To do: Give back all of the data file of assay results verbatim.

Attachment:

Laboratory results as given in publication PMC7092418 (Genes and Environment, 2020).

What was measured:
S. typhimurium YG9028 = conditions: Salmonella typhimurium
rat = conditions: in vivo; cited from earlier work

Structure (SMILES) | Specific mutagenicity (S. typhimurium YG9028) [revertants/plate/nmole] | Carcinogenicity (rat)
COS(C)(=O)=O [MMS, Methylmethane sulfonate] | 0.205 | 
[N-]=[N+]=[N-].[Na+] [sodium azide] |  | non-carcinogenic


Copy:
Laboratory results as given in publication PMC7092418 (Genes and Environment, 2020).

What was measured:
S. typhimurium YG9028 = conditions: Salmonella typhimurium
rat = conditions: in vivo; cited from earlier work

Structure (SMILES) | Specific mutagenicity (S. typhimurium YG9028) [revertants/plate/nmole] | Carcinogenicity (rat)
COS(C)(=O)=O [MMS, Methylmethane sulfonate] | 0.205 | 
[N-]=[N+]=[N-].[Na+] [sodium azide] |  | non-carcinogenic